J-1 visa

From Wikipedia, the free encyclopedia
Jump to: navigation, search

A J-1 visa is a non-immigrant visa issued by the United States to exchange visitors participating in programs that promote cultural exchange, especially to obtain medical or business training within the U.S. All applicants must meet eligibility criteria and be sponsored either by a private sector or government program.

Duration of status[edit]

J-1 visitors may remain in the United States until the end of their exchange program, as specified on form DS-2019. Once a J-1 visitor's program ends, he or she may remain in the United States for an additional 30 days, often referred to as a "grace period", in order to prepare for departure from the country.[1]

  • The actual J-1 visa certificate does not specifically document this 30-day post-study/exam "grace period", and consequently some airline counter staff have refused to issue a boarding pass to an embarking student. In particular, when the student's return ticket is departing after the J-1 visa has expired. For example: the return date is the next day after the students last exam.
  • If the visitor leaves the United States during these 30 days, the visitor may not re-enter with the J-1 visa.

The minimal and maximal duration of stay are determined by the specific J-1 category under which an exchange visitor is admitted into the United States.[1]

As with other non-immigrant visas, a J-1 visa holder and his or her dependents are required to leave the United States at the end of the duration of stay.

Mandatory home residence requirement[edit]

Many persons in the United States on J-1 visa are subject to the two-year home residency requirement found in Section 212(e) of the Immigration and Nationality Act. Under the Section 212(e), before a person on a J-1 visa with the two-year home residency requirement can change to nonimmigrant status (H-1B or L1, for example), or adjust to U.S. permanent resident status, the J-1 person must either return to the country of last residence for two years or obtain a waiver of the two-year home residency requirement.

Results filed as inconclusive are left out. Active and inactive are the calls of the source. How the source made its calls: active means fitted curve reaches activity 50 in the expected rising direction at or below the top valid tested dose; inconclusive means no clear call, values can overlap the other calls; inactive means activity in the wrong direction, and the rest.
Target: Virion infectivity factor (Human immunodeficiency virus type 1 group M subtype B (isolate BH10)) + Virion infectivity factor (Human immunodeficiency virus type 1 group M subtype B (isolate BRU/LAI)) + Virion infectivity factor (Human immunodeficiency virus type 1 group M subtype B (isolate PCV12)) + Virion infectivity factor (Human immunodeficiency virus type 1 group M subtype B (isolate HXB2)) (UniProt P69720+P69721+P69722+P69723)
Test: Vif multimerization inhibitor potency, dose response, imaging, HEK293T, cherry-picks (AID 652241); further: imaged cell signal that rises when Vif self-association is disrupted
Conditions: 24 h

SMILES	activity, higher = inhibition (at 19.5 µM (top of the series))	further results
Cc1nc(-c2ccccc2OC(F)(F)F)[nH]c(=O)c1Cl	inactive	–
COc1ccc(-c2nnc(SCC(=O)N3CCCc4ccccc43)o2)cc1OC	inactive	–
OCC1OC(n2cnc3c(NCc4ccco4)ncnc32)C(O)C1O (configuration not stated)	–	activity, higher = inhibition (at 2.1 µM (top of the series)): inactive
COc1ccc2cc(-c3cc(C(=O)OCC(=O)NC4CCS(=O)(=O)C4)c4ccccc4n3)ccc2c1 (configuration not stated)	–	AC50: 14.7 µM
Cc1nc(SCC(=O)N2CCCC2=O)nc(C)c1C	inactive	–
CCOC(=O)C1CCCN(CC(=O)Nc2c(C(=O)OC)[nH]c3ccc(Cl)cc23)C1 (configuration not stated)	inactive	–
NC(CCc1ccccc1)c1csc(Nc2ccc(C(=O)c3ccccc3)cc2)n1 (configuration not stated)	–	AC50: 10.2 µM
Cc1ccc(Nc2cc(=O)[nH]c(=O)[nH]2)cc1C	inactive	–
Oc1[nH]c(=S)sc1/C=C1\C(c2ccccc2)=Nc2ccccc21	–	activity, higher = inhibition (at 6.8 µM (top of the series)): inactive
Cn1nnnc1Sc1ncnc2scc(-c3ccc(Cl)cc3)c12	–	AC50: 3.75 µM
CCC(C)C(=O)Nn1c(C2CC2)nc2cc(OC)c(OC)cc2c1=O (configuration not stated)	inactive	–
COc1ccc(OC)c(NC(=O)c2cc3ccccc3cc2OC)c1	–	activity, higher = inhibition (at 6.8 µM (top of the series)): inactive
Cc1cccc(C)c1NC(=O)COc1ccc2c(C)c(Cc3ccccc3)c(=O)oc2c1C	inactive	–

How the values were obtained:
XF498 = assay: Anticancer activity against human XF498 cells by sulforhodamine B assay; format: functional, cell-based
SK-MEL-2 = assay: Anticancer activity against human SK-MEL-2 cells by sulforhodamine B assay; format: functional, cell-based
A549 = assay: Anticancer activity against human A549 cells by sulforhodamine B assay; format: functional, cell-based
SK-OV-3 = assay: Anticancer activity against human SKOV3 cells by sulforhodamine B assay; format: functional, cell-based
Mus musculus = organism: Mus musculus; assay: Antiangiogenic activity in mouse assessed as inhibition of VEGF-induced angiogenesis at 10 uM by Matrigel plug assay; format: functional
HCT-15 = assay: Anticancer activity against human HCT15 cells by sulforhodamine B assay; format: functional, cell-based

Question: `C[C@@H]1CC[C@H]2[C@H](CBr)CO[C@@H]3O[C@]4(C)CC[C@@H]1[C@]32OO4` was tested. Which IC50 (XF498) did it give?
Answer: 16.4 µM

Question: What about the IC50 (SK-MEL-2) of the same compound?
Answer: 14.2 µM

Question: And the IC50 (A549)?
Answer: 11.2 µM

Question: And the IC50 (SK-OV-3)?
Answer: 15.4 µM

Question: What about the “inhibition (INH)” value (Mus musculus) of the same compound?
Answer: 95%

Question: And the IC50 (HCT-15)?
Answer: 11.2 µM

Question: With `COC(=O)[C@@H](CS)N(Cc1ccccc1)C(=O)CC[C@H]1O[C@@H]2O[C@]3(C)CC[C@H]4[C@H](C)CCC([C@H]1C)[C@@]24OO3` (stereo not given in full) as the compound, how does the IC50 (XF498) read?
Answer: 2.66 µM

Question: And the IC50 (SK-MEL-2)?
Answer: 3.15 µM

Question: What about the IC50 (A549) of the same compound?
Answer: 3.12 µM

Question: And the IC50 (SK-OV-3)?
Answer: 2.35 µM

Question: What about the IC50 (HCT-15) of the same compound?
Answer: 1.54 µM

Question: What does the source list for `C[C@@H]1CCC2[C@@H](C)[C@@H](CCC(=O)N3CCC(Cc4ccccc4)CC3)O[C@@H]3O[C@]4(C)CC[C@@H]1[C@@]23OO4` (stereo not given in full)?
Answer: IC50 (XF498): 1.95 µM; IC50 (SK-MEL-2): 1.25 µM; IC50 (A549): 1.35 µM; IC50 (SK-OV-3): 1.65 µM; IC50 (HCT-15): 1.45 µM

Upon their departure from the United States, many J-1 visa holders are required to complete a mandatory two-year home-country physical presence prior to re-entry into the United States under dual intent visas, such as H1-B.[1] This applies for those whose exchange program was funded by either their government or the U.S. government, involves specialized knowledge or skills deemed necessary by their home country or if they received graduate medical training.[2] The two-year stay can be served in several intervals.[3] This mandatory two-year home-country stay can be waived under the following conditions:[4]

  • No objection statement (NOS) issued by the government of the home country of the J visa holders.
  • Exceptional hardship: If a J-1 holder can demonstrate that his departure would cause exceptional hardship to his U.S. citizen or legal permanent resident dependents.
  • Persecution: If a J-1 holder can demonstrate that he can be persecuted in his home country.
  • Interested government agency: A waiver issued for a J-1 holder by a U.S. Federal Government agency that has determined that such person is working on a project for or of its interest and the person's departure will be detrimental to its interest.
  • Conrad program: A waiver issued for a foreign medical graduate who has an offer of full-time employment at a health care facility in a designated health care professional shortage area or at a health care facility which serves patients from such a designated area.

For the No Objection Statement J1 waiver, the exchange visitor's home country government should issue a No Objection Statement (NOS) through its Embassy in Washington, DC directly to the Waiver Review Division that it has no objection to the exchange visitor not returning to the home country to satisfy the INA 212(e) two-year foreign residence requirement, and does not object to the possibility of the exchange visitor becoming a resident of the United States.

Reporting requirements[edit]

J-1 visa sponsors are required to monitor the progress and welfare of their participants. The J-1 visa sponsors should ensure that the participants' activities are consistent with the program category identified on the participants' Form DS-2019. Sponsors are also to require their participants to provide current contact (address and telephone number) information and to maintain this information in their files.

All exchange visitor applicants must have a SEVIS generated DS-2019 issued by a DOS designated sponsor, which they submit when they are applying for their exchange visitor visa. The consular officer verifies the DS-2019 record electronically through the SEVIS system in order to process your exchange visitor visa application to conclusion. Unless otherwise exempt, exchange visitor applicants must pay a SEVIS I-901 Fee to DHS for each individual program.